Divorce is a significant life transition and a serious legal matter with important consequences for your future. If you’re going through a divorce, it’s crucial to carefully consider all relevant aspects and make decisions in the best interests of you and your children.
By seeking the guidance of a skilled divorce lawyer, you can navigate the complexities of divorce proceedings and make informed decisions that serve your best interests and those of your children.
The Terms of Your Divorce
No two divorces are exactly alike. While each divorce follows its own path, they all address common issues, including:
- Child Custody Arrangements: When children are involved, determining custody arrangements takes priority. If you and your spouse can reach mutual agreements, it’s beneficial to avoid court intervention. You have the opportunity to be flexible and creative with the schedule, considering your children’s unique needs and concerns. The court will generally approve arrangements that work for your family.
- Division of Marital Property: Dividing marital assets is a crucial aspect of any divorce and can often be contentious. Depending on the state, the court divides marital property based on what it deems fair under the circumstances. Marital property generally includes assets acquired during the marriage, except for gifts or inheritances received individually. Separate property, such as premarital assets, should remain separate.
- Child Support Payments: Child support is determined by state guidelines to ensure both parents contribute to the financial support of their children. It typically involves monthly payments from the noncustodial parent to the custodial parent, aiming to cover the day-to-day expenses of raising the children.
- Alimony (Spousal Maintenance): Alimony is awarded when the court determines that one spouse has a financial need after the divorce and the other spouse has the resources to provide support. It is often temporary and aims to help the financially dependent spouse transition into a new life.
Regrettably, it’s a common occurrence for homeowners and contractors to forego formal written agreements, instead relying on bids or invoices. This practice has resulted in numerous lawsuits due to misunderstandings that could have been avoided if the parties had clarified their expectations from the outset. To prevent such conflicts, it’s crucial to include specific construction tasks in writing, written change orders for any work beyond the original contract, an attorney’s fees clause, payment dates and schedules, and a total project cost not to exceed. If you’re a homeowner and a contractor took your deposit but failed to complete or poorly executed the work, you can seek legal action against them and their bond if available.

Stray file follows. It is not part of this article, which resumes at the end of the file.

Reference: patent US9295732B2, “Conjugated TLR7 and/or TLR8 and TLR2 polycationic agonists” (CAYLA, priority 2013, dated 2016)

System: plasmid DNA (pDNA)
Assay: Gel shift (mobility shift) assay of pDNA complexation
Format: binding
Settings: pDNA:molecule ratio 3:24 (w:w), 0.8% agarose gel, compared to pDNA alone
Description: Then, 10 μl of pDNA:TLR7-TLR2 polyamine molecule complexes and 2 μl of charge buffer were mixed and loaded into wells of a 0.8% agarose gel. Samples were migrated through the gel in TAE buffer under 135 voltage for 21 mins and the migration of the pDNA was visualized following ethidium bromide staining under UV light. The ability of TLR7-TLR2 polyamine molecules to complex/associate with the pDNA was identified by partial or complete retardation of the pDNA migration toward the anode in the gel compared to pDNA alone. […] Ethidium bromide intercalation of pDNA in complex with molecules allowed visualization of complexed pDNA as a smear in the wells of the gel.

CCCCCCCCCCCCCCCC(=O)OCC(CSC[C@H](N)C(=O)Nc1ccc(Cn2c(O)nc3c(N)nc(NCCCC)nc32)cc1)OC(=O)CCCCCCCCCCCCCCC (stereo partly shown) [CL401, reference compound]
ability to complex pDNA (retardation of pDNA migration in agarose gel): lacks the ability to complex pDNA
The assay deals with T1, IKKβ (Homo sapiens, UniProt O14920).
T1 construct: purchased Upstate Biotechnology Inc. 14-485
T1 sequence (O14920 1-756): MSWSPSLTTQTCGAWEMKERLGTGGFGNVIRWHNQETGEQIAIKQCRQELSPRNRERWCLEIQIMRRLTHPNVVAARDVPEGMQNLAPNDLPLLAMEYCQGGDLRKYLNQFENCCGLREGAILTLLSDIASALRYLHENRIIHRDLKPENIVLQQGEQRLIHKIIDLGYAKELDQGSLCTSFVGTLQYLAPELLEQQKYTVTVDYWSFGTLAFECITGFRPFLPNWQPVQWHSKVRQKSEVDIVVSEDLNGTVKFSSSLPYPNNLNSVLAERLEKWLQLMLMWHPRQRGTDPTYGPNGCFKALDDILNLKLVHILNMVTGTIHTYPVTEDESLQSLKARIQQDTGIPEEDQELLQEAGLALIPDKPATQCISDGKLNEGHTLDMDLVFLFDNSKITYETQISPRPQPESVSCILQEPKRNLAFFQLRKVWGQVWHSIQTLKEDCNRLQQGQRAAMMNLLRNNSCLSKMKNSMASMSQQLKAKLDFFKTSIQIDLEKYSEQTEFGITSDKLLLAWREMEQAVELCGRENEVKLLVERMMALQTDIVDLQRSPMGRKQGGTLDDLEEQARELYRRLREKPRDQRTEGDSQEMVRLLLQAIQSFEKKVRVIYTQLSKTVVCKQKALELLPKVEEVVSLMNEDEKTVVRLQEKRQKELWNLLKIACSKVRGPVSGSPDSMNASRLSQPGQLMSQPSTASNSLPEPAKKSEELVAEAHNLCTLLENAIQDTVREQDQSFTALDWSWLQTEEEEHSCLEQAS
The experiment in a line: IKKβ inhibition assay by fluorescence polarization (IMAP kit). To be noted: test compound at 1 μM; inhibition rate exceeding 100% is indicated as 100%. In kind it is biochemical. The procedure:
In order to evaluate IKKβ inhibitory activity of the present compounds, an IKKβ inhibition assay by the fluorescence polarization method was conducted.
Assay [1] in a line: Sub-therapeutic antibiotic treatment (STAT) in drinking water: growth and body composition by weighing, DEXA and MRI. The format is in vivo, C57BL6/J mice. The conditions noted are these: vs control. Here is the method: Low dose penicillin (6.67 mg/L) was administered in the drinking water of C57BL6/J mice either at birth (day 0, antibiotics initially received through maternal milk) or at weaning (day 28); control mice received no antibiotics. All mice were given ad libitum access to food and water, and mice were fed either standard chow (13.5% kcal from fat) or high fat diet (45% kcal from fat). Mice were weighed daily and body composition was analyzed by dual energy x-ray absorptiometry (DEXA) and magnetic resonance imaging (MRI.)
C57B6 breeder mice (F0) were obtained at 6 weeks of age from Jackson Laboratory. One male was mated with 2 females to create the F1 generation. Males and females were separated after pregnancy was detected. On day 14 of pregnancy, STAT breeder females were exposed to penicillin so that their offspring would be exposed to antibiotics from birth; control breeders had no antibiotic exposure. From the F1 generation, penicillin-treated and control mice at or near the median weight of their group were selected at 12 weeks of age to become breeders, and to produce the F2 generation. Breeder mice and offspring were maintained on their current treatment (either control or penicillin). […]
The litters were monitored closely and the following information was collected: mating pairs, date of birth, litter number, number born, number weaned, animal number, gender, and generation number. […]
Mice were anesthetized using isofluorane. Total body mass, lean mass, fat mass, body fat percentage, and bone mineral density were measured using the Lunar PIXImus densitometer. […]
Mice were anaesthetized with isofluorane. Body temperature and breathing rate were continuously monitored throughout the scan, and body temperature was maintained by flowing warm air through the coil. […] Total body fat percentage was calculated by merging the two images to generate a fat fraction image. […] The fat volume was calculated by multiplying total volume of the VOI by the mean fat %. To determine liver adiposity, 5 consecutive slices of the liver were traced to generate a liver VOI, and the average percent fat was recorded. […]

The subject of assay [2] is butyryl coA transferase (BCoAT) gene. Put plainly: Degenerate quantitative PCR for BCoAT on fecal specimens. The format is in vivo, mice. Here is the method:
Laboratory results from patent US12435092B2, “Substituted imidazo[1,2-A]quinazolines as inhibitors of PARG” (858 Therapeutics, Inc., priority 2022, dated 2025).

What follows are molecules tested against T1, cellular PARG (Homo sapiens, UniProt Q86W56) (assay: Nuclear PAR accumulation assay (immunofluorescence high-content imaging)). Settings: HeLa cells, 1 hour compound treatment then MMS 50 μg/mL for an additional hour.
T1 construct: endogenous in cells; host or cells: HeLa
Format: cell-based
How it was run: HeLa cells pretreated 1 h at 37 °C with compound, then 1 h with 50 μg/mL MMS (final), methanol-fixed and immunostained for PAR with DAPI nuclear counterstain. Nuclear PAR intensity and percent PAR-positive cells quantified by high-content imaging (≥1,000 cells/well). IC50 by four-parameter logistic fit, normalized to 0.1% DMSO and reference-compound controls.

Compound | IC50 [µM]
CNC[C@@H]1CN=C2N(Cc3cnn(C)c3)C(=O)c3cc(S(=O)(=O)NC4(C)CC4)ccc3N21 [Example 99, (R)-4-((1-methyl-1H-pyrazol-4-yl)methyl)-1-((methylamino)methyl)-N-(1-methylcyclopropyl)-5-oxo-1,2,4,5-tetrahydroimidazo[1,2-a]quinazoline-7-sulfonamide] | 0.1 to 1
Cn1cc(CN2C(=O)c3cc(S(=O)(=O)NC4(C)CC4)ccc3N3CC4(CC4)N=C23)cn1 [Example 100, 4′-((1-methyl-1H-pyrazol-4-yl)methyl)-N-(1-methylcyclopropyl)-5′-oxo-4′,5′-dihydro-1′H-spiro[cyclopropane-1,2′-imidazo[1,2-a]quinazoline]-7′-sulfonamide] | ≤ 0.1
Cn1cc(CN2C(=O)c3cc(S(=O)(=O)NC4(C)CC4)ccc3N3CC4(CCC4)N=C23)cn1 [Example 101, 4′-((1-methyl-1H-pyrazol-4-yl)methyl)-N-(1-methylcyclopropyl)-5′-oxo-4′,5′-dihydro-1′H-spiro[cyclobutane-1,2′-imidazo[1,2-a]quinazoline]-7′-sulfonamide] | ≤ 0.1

On the other hand, if you’re a contractor and a homeowner refuses to pay you for your agreed-upon work, you can file a lien on the property where the work was carried out to secure payment.
Understanding Child Custody Arrangements
Child custody arrangements involve distinguishing between legal custody and physical custody. Legal custody pertains to important decision-making responsibilities, such as healthcare, education, extracurricular activities, and religious upbringing. Generally, both parents share legal custody, but exceptions exist. Physical custody determines where and when the children reside. It can be joint, where the children spend significant time with both parents, or sole, where one parent has primary custody and the other has visitation rights.
Navigating the Division of Marital Property
Dividing marital property requires careful consideration. Determining what is considered marital property versus separate property can be complex. For example, if one spouse brought a business into the marriage and kept it separate, it is likely considered separate property. However, any increase in the business’s value during the marriage may be subject to division. Understanding these distinctions is crucial, as complications often arise.
Child Support Payments for Financial Support
Child support is calculated according to state guidelines to ensure both parents contribute to their children’s financial needs. The noncustodial parent typically makes monthly payments to the custodial parent, helping cover the costs associated with raising the children on a day-to-day basis.
Alimony to Address Financial Needs
In certain cases, alimony is awarded when one spouse requires financial support post-divorce and the other spouse has the means to provide it, usually for a temporary period. The court examines the financial circumstances of both spouses to determine the appropriate amount and duration of alimony.